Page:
Section 15.4 described the traditional Unix (and Linux) file permissions scheme. For many applications, this scheme is sufficient. However, some applications need finer control over the permissions granted to specific users and groups. To meet this requirement, many Unix systems implement an extension to the traditional Unix file permissions model known as access control lists (ACLs). ACLs allow file permissions to be specified per user or per group, for an arbitrary number of users and groups. Linux provides ACLs from kernel 2.6 onward.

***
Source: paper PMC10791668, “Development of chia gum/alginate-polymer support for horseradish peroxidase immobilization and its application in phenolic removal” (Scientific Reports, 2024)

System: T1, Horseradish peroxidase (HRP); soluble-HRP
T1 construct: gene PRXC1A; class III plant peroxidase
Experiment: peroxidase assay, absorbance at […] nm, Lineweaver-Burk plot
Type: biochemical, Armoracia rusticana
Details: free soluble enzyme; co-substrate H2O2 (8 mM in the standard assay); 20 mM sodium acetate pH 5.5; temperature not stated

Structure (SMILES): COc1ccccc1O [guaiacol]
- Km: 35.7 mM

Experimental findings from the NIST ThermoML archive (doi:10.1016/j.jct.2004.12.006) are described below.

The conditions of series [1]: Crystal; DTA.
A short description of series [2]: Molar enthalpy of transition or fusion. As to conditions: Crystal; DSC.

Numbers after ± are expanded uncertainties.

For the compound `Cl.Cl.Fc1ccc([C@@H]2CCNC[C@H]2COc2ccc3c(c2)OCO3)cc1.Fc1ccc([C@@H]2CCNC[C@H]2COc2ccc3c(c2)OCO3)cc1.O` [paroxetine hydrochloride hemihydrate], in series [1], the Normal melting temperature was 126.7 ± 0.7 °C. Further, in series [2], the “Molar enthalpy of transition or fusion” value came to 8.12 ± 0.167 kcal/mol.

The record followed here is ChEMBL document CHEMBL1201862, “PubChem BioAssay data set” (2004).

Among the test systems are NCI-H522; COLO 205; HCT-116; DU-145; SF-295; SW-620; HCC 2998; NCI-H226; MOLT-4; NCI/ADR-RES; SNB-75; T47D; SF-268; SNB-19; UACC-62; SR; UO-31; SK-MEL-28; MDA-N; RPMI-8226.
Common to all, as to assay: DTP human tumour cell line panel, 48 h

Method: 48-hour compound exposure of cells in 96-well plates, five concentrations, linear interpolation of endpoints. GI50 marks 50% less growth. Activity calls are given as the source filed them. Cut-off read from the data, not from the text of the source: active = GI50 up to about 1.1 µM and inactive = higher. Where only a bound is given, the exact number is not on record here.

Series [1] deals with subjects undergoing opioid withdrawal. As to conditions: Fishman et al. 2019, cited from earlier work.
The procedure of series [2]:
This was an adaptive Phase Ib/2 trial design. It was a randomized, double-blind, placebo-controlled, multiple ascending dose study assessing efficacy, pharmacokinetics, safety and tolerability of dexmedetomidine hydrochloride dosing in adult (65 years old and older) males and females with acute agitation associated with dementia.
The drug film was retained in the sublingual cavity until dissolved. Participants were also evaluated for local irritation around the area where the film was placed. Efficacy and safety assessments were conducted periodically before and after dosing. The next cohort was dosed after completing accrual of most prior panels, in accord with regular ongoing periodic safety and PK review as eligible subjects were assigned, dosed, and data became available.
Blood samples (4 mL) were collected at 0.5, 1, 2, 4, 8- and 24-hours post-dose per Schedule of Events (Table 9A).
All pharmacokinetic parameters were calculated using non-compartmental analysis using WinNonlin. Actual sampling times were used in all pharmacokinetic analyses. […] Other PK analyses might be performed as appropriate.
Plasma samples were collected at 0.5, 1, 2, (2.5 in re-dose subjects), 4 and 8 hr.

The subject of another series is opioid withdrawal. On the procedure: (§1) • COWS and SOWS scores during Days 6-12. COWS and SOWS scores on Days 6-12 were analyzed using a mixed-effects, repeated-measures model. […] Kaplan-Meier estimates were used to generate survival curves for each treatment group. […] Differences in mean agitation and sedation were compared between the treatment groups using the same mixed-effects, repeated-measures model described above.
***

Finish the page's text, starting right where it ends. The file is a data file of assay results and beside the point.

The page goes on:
This chapter provides a description of ACLs and a brief tutorial on their use. It also describes some of the library functions used for manipulating and retrieving ACLs.
17 Access Control Lists
17.2 ACL Permission-Checking Algorithm
17.3 Long and Short Text Forms for ACLs
17.4 The ACL_MASK Entry and the ACL Group Class
17.5 The getfacl and setfacl Commands
17.6 Default ACLs and File Creation
17.7 ACL Implementation Limits
17.8 The ACL API